How one comment spoils the story and the writer

So, the other day when I said, "I start assuming the reader isn't going to understand what I mean (this is entirely the fault of bad critiques, by the way) so I over-explain.", here is what I meant and why it translates to my lack of confidence.

(I'm using a recent example because it is fresh, but this is by no means the only example.)

I'm critique shopping my WIP and putting it up for comment in as many loops as possible in order to get as many takes on it as I can so I can make it the best it can be. One comment I got was this: "There's no such thing as heat lightning." This really got under my skin, not only because I'm a weather fanatic and have done my research, not only because I ALWAYS do my research, but because the weather is an important CLUE in the story, and this one comment really undermined my work.

At first I was mad. More than anything I wanted to pull up as many web pages as I could that proved heat lightning exists and define it for this Comment Maker. I resisted. I've seen too many online wars start over small comments like this. So I thanked Comment Maker and moved on. Or so I thought. Instead, I ended up internalizing the comment, and like battery acid, it ate right through me. What if Comment Maker is right in some way? What if I've failed to properly show the importance of heat lightning and how its wrongness contributes to the mood and setting and story? So I went back to the text and started explaining something I'd already shown. I also threw in a prologue that mentioned the heat lightning and tied it up with mood, setting and story. Can you say over-kill?

The thing is, I can't blame Comment Maker for this. This is entirely my fault.

In all the years I've been writing and critiquing, I should have learned better by now which comments to listen to and act on, and which comments to flush from my mind. Yes, it was a bad critique. Bad critiques happen and will continue to happen. It's my job to sort them out, to separate the wheat from the chaff. I'm the driver of this story, and we are not writing by committee. Apparently I need more practice with this.

I love getting critiques because they show me my story from other perspectives. They remind me that everyone comes to a story with their own set of expectations and experiences, and that they will use those expectations and experiences to enhance the story. It's not just about me and what I want from the story. (Okay, it's totally about me and what I want while I'm writing, but as soon as another set of eyes hit the page, it's all about them.) There are certain critiquers I totally cherish, NOT because they gush over my every word (because they do not and never would), but because they've enough experience to know what's relevant in a critique and what's not. Skillz. Mad critiquing skillz.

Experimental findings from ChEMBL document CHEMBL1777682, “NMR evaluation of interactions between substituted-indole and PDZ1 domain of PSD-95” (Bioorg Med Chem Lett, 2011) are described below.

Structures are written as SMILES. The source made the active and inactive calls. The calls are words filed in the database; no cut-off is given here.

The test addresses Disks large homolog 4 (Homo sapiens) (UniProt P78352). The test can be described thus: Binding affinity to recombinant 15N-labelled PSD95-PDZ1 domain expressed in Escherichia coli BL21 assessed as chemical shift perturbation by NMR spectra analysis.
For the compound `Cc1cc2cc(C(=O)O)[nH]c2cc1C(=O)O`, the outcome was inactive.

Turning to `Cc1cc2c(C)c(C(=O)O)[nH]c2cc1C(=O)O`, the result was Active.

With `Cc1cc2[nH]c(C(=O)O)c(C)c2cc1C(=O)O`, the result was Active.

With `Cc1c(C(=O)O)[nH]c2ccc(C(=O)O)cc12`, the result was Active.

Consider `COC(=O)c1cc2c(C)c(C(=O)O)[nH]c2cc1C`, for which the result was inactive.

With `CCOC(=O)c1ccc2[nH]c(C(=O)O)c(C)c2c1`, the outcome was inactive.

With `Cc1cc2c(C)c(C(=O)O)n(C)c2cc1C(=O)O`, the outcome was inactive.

A confident writer would have flushed Comment Maker's words from her mind. She would have felt sure she'd done her research, presented what she needed for the story, and left it at that. It was one comment from one in nearly two dozen people.

How do I prevent this from happening in the future? I will listen to my instincts. When I got mad about that comment, that was my instincts talking, and I didn't listen. I listened to Doubt. I will also let more time lapse before taking action, particularly on the comments that do not jive with my instincts.

I suspect we could go all Armchair Psychologist and discuss all the reasons why I let comments undermine my confidence, but we won't go there. Trust me, I've been there. It's not pretty. *g*

Wise Words from Ira Glass; and where did my confidence go?

I came across this video on another blog and had to share. So much of what I've been feeling is addressed here in under two minutes.

[vimeo w=400&h=225]
Ira Glass on Storytelling from David Shiyang Liu on Vimeo.

I was at a critiquing workshop on the weekend, and in the weeks leading up to it, I asked myself why I felt I needed to go, why after all these years of writing and critiquing I still struggled with editing my work. The answer that came to mind was that I felt I knew what I was doing, but I lacked confidence in doing it. I have good words, I have all the parts of story captured on the page, my writing instincts are dead on... but when it comes to the execution, I second guess myself. I start assuming the reader isn't going to understand what I mean (this is entirely the fault of bad critiques, by the way) so I over-explain.

At the workshop, I shared 5 pages with 4 other people including 1 multi-published, NYT-bestselling author, and with those 5 pages, the author wisely pointed out that I was both showing and telling, and then she told me to "have confidence in your writing" and to trust the reader to get it.

In 5 pages.

She captured exactly what I'd been feeling lately. I thought, "Whoa. This is bad. My lack of confidence shows on the page?? I have to do something about this." So, I came home and started hacking and chopping and reduced those 5 pages down by half.  I now have a sticky note on my monitor to remind myself to "trust the reader to get it." Those 5 pages are from the opening chapter, which may very well be rewritten. Again. Until I'm happy with it. And the prologue? I've thrown it out.

I don't have the first clue how to develop my confidence on the page-- there will likely be many more blog posts about this-- but I've decided my first act is to chop anything I've put in because I didn't feel the reader would understand. I suspect this is mainly a problem for first few chapters only.

Do you have any advice for me? Any suggestions on developing confidence?